In one room, which is 20 meters, there are 21 beds and there are usually over forty prisoners in that room. There are always 7 violent common criminals amongst us to physically intimidate us and to spy on us.
Political prisoners are put in close contact with those with AIDS and hepatitis which, along with the teasing of the guards, is most unnerving. In 2011, they transferred me from my cell – which, compared with where they were sending me, I now consider heavenly – to Section 12 of the Intelligence Office in order to torture me. This was a quarantined area reserved for dangerous criminals. This could only be tolerated for three days at most. Then, along with Mr. Jomhour Azgoch from P.K.K. (Kurdistan Workers Party), I was taken to Section 15, the Methadone Ward, to a room with 50 people who had AIDS and hepatitis. To protest this we went on hunger strike for days.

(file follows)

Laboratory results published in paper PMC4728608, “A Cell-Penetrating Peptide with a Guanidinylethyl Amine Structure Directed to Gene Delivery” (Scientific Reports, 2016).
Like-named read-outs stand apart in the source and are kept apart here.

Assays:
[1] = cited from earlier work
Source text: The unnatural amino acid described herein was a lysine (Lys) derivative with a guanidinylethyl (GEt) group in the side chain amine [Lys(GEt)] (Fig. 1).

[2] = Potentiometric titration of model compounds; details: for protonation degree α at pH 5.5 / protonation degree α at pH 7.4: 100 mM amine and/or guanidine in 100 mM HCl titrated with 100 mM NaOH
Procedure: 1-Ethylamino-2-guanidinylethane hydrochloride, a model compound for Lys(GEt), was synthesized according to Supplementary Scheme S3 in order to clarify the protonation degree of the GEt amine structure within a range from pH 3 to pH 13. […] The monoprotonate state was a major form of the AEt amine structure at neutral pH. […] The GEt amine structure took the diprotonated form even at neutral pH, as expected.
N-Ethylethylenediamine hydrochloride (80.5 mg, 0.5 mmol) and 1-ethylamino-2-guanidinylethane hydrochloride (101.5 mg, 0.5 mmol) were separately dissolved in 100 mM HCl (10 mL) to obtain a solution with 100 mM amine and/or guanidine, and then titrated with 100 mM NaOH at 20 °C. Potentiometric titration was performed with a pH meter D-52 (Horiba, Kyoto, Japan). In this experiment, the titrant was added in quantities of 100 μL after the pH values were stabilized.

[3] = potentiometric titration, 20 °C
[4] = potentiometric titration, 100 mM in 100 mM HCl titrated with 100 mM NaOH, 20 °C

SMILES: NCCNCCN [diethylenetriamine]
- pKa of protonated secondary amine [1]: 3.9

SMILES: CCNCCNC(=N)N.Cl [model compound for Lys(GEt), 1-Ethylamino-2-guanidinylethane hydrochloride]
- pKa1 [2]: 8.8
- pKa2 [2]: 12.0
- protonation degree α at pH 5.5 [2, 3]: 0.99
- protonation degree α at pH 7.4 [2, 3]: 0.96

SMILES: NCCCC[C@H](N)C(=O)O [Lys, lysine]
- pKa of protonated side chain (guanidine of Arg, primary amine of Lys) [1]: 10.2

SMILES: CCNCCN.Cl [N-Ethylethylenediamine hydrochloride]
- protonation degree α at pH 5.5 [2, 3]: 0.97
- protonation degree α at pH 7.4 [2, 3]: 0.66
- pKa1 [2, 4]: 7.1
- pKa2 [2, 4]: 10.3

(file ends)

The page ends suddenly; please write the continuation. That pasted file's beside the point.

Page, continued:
In the spring of 2012, although I had not committed the slightest infraction, the officials falsified documents saying that I had requested a transfer, and I was moved to Yazd. I was met with kindness there, but then I was accused of leaking information about the conditions inside the prison to the outside, and I was returned to Tabriz to the Treatment Section 8. There, we political prisoners wrote 14 articles highlighting the lack of our rights in prison such as day passes, conditional releases, use of exercise facilities, and technical and professional classes…
So the officials inside the prison forced the common prisoners to lodge a complaint against me and a few others. They said we insulted the Leader, swore at the common criminal inmates, and encouraged other workers’ union prisoners to go on strike. This file was looked into, and consequently I was transferred to Rajaei Shahr Prison near Karaj.
Mr. Ahmad Shaheed: